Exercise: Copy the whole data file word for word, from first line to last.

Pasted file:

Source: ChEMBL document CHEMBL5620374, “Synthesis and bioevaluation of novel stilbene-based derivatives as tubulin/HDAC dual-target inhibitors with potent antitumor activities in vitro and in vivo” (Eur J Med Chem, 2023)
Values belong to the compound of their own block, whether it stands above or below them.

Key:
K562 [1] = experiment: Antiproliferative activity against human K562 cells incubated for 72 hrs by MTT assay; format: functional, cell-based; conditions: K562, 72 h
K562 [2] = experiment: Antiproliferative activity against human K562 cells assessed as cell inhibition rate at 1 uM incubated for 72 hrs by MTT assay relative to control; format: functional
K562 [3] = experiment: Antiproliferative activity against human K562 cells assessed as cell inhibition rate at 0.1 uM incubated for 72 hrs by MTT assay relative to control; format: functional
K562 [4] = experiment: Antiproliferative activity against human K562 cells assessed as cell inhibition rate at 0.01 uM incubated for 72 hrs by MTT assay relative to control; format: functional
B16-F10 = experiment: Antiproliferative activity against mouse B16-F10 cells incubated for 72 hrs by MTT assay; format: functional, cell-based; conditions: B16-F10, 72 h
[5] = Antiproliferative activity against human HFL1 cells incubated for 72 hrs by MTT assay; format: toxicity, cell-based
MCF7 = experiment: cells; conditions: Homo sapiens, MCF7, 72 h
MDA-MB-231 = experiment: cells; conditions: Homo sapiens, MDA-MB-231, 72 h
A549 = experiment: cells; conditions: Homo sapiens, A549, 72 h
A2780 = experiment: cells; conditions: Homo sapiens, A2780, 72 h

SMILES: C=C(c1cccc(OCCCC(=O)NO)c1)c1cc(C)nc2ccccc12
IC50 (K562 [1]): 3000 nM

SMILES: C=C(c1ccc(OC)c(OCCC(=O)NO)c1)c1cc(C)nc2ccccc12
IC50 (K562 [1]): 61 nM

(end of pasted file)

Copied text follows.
Source: ChEMBL document CHEMBL5620374, “Synthesis and bioevaluation of novel stilbene-based derivatives as tubulin/HDAC dual-target inhibitors with potent antitumor activities in vitro and in vivo” (Eur J Med Chem, 2023)
Values belong to the compound of their own block, whether it stands above or below them.

Key:
K562 [1] = experiment: Antiproliferative activity against human K562 cells incubated for 72 hrs by MTT assay; format: functional, cell-based; conditions: K562, 72 h
K562 [2] = experiment: Antiproliferative activity against human K562 cells assessed as cell inhibition rate at 1 uM incubated for 72 hrs by MTT assay relative to control; format: functional
K562 [3] = experiment: Antiproliferative activity against human K562 cells assessed as cell inhibition rate at 0.1 uM incubated for 72 hrs by MTT assay relative to control; format: functional
K562 [4] = experiment: Antiproliferative activity against human K562 cells assessed as cell inhibition rate at 0.01 uM incubated for 72 hrs by MTT assay relative to control; format: functional
B16-F10 = experiment: Antiproliferative activity against mouse B16-F10 cells incubated for 72 hrs by MTT assay; format: functional, cell-based; conditions: B16-F10, 72 h
[5] = Antiproliferative activity against human HFL1 cells incubated for 72 hrs by MTT assay; format: toxicity, cell-based
MCF7 = experiment: cells; conditions: Homo sapiens, MCF7, 72 h
MDA-MB-231 = experiment: cells; conditions: Homo sapiens, MDA-MB-231, 72 h
A549 = experiment: cells; conditions: Homo sapiens, A549, 72 h
A2780 = experiment: cells; conditions: Homo sapiens, A2780, 72 h

SMILES: C=C(c1cccc(OCCCC(=O)NO)c1)c1cc(C)nc2ccccc12
IC50 (K562 [1]): 3000 nM

SMILES: C=C(c1ccc(OC)c(OCCC(=O)NO)c1)c1cc(C)nc2ccccc12
IC50 (K562 [1]): 61 nM